One day last week, I was driving to work and listening to a story on NPR about a coffee farmer from a remote region in Guatemala. The story continued as they discussed a hip coffee shop in Portland, Oregon that is using spend visibility to sell cups of coffee.
Okay, they didn’t say, “spend visibility,” but the coffee shop is certainly following spend analysis logic.
The story by Allison Aubrey was about how a struggling coffee farmer managed to cut out the middlemen and get true market-value for her coffee. She submitted her beans in a tasting contest that drew the attention of a premium coffee roaster in Portland, Oregon. The coffee roaster loved the beans! In fact, the farmer loved the beans so much, she took on the extra work of importing the coffee beans directly from her farm. As a result, the coffee shop would have a direct supply of beans that are grown in the high-altitude conditions, which produce the rich character demanded by gourmet coffee drinkers in the US. So, the coffee roaster gets more control over the quality of his beans, and the coffee farmer gets a much better price. The new partnership resulted in significant standard of living improvements for both the farmer and her workers.
But that’s not the end of the story. The story follows the Guatemalan coffee beans from the roaster to The Rain or Shine Coffee House in Portland. The owner of this coffee shop, Claire Teasdale, said she wants her customers to know a little bit about the hardships and how the coffee is grown. Why? She believes because the increased awareness makes the whole experience of enjoying the coffee a little bit better.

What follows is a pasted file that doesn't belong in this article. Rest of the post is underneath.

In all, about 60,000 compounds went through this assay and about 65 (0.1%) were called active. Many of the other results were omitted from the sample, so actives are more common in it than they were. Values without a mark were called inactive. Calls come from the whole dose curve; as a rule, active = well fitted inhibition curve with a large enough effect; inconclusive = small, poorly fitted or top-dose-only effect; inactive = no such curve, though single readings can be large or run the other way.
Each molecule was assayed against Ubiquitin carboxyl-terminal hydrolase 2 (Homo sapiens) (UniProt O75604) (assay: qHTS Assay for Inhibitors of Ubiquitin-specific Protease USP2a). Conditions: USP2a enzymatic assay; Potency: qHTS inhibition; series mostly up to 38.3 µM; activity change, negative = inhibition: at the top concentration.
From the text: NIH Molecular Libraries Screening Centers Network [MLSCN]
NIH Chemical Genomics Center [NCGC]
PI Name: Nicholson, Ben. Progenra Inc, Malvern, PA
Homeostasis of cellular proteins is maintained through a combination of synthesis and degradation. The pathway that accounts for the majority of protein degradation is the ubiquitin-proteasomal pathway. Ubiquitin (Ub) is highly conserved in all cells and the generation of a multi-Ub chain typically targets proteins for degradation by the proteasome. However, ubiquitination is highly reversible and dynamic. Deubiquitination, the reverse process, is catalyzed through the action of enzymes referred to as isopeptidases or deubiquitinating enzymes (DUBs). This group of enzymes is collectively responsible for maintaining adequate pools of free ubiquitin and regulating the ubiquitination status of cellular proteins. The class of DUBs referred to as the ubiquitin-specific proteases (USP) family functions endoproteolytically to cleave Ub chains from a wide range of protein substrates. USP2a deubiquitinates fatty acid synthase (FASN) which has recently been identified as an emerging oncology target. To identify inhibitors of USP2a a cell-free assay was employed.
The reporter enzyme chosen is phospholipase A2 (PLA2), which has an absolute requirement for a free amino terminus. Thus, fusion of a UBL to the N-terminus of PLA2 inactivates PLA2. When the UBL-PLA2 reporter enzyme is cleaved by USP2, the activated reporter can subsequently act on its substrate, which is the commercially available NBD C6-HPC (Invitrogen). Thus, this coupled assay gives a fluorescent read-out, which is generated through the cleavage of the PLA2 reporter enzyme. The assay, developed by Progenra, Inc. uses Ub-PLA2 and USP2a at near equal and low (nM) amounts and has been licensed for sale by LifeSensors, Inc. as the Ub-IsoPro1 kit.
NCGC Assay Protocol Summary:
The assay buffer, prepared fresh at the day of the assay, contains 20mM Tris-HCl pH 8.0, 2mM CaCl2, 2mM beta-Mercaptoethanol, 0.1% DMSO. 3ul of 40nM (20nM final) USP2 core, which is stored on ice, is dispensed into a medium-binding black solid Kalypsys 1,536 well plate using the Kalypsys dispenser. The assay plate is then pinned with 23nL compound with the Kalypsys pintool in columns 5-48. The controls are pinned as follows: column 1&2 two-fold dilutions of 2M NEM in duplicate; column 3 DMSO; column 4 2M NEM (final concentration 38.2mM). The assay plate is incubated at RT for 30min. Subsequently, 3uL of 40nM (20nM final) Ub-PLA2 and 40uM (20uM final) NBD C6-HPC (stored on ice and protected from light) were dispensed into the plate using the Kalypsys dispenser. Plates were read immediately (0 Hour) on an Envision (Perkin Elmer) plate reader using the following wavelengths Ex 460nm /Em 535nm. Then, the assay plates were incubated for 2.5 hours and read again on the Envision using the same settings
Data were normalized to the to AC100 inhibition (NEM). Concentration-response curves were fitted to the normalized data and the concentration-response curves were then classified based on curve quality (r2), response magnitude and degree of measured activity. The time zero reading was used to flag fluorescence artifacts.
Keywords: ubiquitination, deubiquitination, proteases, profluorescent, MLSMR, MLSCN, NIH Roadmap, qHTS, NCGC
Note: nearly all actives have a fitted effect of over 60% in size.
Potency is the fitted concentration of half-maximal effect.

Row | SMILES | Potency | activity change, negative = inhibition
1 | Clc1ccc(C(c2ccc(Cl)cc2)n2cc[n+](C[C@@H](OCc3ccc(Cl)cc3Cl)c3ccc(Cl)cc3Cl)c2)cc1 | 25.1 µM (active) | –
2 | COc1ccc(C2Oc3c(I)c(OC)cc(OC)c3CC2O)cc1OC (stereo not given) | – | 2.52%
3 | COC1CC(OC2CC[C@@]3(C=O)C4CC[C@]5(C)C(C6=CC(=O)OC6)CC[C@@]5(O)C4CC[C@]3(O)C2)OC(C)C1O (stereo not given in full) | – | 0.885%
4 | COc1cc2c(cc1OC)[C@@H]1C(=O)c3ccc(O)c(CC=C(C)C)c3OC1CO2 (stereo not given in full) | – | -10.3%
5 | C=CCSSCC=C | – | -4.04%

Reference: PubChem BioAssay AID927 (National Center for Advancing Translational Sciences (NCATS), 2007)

Curious for more information, I checked out the website for the Rain or Shine Coffee House. Sure enough, right alongside the authors and artists who would be reading or showing their work, was a list of the coffee shop’s vendors. She also included a description about how and why they were chosen.
The story closes with a line about how “…roasters and cafes aren’t just selling us a good cup of coffee. They’re also selling us the story behind it.” Many companies don’t really know the stories behind their products and services, which is where spend analysis and spend visibility can help them increase brand awareness and tell their story.